It’s almost three years to the day that the then public health minister Dawn Primarolo stunned the retail industry with her plans to hide tobacco products from view. And for three years Convenience Store has been campaigning to keep tobacco over the counter, with a particular focus on averting the display ban.
With the publication of the new government’s position on tobacco control last week, the trade now knows where it stands and stores have either one year or four years (depending on size and location) to comply with a ban on retail display of tobacco.
What we’ve done
Over the past three years we’ve fought tirelessly on your behalf to inform the debate about the tobacco display ban. Letters have been written, experiments conducted, postcards sent and international evidence (or the lack of it) poured over because, like you, we believe that legislation should be based on sound facts, not gimmicks
What we will do
We will continue to monitor and report on the progress of the display ban, and to revisit the issue of plain packaging later this year when the consultation is launched
What you can do
Ensure that you keep up a regular dialogue with your tobacco rep to find out how he plans to help you make the necessary changes
Keep talking to your local MP about how the display ban will affect your business, and ask him for support
If you have strong views on the implications of plain packaging, let us know and we will include your views in our submission to the consultation later in the year. Contact email@example.com, or call her on 01293 610426.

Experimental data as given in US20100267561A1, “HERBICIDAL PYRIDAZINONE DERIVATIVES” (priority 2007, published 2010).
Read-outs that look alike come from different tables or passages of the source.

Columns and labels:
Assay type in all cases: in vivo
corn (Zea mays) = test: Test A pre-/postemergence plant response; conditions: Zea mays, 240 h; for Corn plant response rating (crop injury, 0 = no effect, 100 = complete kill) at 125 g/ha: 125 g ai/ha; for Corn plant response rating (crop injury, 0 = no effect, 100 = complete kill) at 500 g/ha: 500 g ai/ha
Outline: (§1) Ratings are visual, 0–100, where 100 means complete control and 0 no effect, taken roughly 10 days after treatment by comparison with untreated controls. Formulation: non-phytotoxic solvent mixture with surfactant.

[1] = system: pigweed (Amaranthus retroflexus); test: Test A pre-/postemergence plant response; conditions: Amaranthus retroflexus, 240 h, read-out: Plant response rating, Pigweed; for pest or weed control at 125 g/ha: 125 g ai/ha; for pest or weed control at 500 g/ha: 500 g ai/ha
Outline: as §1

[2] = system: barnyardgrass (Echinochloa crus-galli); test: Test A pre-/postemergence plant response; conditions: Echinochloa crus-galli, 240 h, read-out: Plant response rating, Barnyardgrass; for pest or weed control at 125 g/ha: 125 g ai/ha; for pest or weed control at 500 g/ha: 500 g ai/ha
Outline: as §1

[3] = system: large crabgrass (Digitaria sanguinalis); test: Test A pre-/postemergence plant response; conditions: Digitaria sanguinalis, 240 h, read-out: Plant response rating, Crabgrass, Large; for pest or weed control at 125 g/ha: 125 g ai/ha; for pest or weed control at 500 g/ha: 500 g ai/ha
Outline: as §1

But the regulations as they stand now are much less onerous for the trade than those originally proposed, and the only reason for that is the tireless campaigning carried out by trade associations, retail groups and Convenience Store.
And a lot has changed since those early dark days. Three years ago, proposals to stow tobacco in sealed units beneath the counter had retailers fearing for their safety as well as their livelihoods. The strength of opposition to this idea forced the former government back to the drawing board, and a few months later it proposed new plans to cover up gantries with a complicated system of 20 or more flaps. Continuing opposition saw the government announce a number of key concessions, including an extension of the permitted display area to 0.75sq m, meaning that a typical c-store gantry of 2m x 1.5m would only need four doors.
Today, following a change of government and a campaigning crescendo including a postcard campaign organised by ACS and Convenience Store which bombarded the Department of Health (DoH) with more than 6,000 postcards asking it to stop the ban the implementation dates have been pushed back, a more workable interpretation of restocking was included, and the permissible display area increased to 1.5 sq m.
There remains no evidence that hiding cigarettes from view in shops prevents children smoking, and the government has not delivered the hoped-for review of the display ban. However, the cost of compliance to retailers, in terms of capital cost and ongoing efficiency, has been greatly reduced from the original plans, and it is only vocal and committed campaigning that has allowed the retail industry even this concession.
So now is the time to draw the covers over this phase of our campaign, but we will be keeping a close eye on the progress of the ban and watching how the tobacco industry responds to the DoH’s latest consultation with interest. Later in the year we will be making a submission on behalf of retailers to the consultation on plain packaging. Times have moved on, but the fight is not over just yet.